Background: Men who have sex with men (MSM), including both gay and bisexual men, have a high prevalence of HIV and sexually transmitted infections (STIs) in China. However, healthcare seeking behaviors and engagement in clinical services among MSM are often suboptimal. Global evidence shows that embedding online HIV or sexual health services into gay social networking applications holds promise for facilitating higher rates of healthcare utilization among MSM. We developed a prototype of a gay-friendly health services platform, designed for integration within a popular gay social networking app (Blued) in China. Objective: The purpose of this study was to evaluate the acceptability of the platform and ask for user feedback through focus group interviews with young MSM in Guangzhou and Shenzhen, cities in Southern China. Methods: The prototype was developed through an open, national crowdsourcing contest. Open crowdsourcing contests solicit community input on a topic in order to identify potential improvements and implement creative solutions. The prototype included a local, gay-friendly, STI physician finder tool and online psychological consulting services. Semistructured focus group discussions were conducted with MSM to ask for their feedback on the platform, and a short survey was administered following discussions. Thematic analysis was used to analyze the data in NVivo, and we developed a codebook based on the first interview. Double coding was conducted, and discrepancies were discussed with a third individual until consensus was reached. We then carried out descriptive analysis of the survey data. Results: A total of 34 participants attended four focus group discussions. The mean age was 27.3 years old (SD 4.6). A total of 32 (94%) participants obtained at least university education, and 29 (85%) men had seen a doctor at least once before. Our survey results showed that 24 (71%) participants had interest in using the online health services platform and 25 (74%) thought that the system was easy to use. Qualitative data also revealed that there was a high demand for gay-friendly healthcare services which could help with care seeking. Men felt that the platform could bridge gaps in the existing HIV or STI service delivery system, specifically by identifying local gay-friendly physicians and counselors, providing access to online physician consultation and psychological counseling services, creating space for peer support, and distributing preexposure prophylaxis and sexual health education. Conclusions: Crowdsourcing can help develop a community-centered online platform linking MSM to local gay-friendly HIV or STI services. Further research on developing social media–based platforms for MSM and evaluating the effectiveness of such platforms may be useful for improving sexual health outcomes.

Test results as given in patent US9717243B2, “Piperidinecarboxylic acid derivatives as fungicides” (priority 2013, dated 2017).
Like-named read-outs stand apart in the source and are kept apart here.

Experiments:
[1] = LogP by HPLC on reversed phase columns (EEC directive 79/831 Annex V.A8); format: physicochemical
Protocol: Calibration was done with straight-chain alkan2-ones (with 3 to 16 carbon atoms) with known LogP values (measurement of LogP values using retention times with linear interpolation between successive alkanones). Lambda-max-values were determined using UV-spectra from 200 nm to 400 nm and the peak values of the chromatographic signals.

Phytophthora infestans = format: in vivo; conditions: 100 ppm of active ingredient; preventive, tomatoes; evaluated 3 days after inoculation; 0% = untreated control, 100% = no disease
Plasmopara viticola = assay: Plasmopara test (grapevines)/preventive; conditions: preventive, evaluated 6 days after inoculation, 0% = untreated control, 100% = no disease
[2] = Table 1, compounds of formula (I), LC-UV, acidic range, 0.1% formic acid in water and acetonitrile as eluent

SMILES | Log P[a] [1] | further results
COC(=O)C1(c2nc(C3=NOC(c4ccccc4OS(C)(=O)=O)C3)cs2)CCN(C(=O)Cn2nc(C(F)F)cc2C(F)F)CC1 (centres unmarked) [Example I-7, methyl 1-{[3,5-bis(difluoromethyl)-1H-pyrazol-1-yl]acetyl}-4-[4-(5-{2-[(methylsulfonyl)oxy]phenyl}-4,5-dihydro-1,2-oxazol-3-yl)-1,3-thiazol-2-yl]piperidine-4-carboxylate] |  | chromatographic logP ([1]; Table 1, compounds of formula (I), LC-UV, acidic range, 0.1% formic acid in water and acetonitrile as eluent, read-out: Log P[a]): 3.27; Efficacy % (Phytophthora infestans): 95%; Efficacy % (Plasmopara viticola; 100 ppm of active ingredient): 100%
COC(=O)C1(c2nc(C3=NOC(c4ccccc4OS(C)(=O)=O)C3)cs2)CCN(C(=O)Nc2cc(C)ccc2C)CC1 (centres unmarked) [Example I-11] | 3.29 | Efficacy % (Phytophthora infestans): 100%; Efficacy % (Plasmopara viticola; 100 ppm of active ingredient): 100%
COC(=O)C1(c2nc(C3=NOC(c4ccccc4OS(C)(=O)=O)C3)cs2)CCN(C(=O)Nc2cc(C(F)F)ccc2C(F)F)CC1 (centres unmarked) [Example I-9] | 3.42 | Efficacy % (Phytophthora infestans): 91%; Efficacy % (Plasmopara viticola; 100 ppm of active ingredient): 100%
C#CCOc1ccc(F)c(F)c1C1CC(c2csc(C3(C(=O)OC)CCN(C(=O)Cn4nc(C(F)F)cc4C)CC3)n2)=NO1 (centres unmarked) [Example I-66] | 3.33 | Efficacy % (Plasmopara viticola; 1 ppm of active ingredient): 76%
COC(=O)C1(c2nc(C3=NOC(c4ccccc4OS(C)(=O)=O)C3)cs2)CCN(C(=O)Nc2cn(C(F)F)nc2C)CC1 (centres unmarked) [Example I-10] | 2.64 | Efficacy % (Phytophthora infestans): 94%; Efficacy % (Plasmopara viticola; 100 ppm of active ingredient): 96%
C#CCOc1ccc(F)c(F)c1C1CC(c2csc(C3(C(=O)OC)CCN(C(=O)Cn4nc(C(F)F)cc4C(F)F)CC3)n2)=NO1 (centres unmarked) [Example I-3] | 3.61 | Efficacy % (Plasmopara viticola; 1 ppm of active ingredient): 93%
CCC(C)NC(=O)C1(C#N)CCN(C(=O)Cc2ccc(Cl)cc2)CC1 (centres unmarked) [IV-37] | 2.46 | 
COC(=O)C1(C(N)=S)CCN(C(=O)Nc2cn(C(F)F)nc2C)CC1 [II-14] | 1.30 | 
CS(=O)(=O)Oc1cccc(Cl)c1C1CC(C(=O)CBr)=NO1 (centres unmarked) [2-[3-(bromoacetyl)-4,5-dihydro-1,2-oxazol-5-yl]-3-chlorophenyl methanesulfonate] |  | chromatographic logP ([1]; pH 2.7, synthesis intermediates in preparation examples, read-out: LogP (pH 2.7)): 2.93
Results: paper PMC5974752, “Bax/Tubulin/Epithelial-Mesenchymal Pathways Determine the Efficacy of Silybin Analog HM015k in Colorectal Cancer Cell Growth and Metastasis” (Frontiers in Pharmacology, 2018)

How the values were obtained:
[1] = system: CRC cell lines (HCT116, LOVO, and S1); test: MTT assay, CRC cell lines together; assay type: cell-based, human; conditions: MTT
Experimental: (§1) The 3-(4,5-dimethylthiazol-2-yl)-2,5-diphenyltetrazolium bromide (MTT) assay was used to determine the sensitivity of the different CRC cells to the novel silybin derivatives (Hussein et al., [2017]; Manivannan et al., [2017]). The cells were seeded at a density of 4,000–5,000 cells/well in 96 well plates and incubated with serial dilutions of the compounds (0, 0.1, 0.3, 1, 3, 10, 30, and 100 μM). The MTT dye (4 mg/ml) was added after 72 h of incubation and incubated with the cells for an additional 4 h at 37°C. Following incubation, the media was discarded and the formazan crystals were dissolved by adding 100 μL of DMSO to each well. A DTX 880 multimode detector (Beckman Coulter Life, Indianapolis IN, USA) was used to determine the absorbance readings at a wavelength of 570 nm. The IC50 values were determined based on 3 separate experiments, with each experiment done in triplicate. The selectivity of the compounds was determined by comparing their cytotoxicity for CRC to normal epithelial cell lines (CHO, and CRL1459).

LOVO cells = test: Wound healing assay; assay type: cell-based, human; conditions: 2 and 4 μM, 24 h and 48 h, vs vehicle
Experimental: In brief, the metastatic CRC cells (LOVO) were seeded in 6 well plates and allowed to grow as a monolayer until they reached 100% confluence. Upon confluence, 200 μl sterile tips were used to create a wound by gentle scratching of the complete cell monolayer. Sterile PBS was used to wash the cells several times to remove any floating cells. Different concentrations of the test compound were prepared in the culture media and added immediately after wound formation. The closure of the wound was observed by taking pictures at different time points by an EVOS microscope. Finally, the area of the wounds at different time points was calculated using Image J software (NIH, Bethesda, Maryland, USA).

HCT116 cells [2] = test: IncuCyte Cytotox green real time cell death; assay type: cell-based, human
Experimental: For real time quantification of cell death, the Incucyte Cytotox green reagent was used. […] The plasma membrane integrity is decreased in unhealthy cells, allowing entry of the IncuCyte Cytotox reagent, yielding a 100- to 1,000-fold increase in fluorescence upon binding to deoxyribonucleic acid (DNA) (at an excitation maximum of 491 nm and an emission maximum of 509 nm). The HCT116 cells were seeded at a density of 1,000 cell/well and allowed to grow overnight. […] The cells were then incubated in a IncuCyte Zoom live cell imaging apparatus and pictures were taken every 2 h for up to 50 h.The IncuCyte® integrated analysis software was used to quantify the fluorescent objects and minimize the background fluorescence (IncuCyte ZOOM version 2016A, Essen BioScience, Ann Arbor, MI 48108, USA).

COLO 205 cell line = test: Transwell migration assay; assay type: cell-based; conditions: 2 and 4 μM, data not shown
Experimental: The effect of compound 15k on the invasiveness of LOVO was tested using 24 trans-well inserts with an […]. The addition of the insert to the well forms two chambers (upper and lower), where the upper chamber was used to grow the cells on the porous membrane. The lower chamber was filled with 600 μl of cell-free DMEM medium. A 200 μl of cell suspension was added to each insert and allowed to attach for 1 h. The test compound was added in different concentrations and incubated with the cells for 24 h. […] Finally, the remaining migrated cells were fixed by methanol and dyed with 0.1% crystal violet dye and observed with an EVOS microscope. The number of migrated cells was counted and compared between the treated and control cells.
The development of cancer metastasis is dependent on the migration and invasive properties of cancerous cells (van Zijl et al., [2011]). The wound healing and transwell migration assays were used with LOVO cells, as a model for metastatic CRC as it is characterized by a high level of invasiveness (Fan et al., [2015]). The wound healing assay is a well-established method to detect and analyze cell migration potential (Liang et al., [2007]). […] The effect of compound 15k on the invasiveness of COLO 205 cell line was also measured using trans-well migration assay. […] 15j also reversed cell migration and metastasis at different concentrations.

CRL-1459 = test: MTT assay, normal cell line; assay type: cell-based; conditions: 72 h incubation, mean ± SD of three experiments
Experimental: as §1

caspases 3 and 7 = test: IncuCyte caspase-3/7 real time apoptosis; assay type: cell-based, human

• Source: Freepik; Copyright: Freepik; URL:; License: Licensed by JMIR.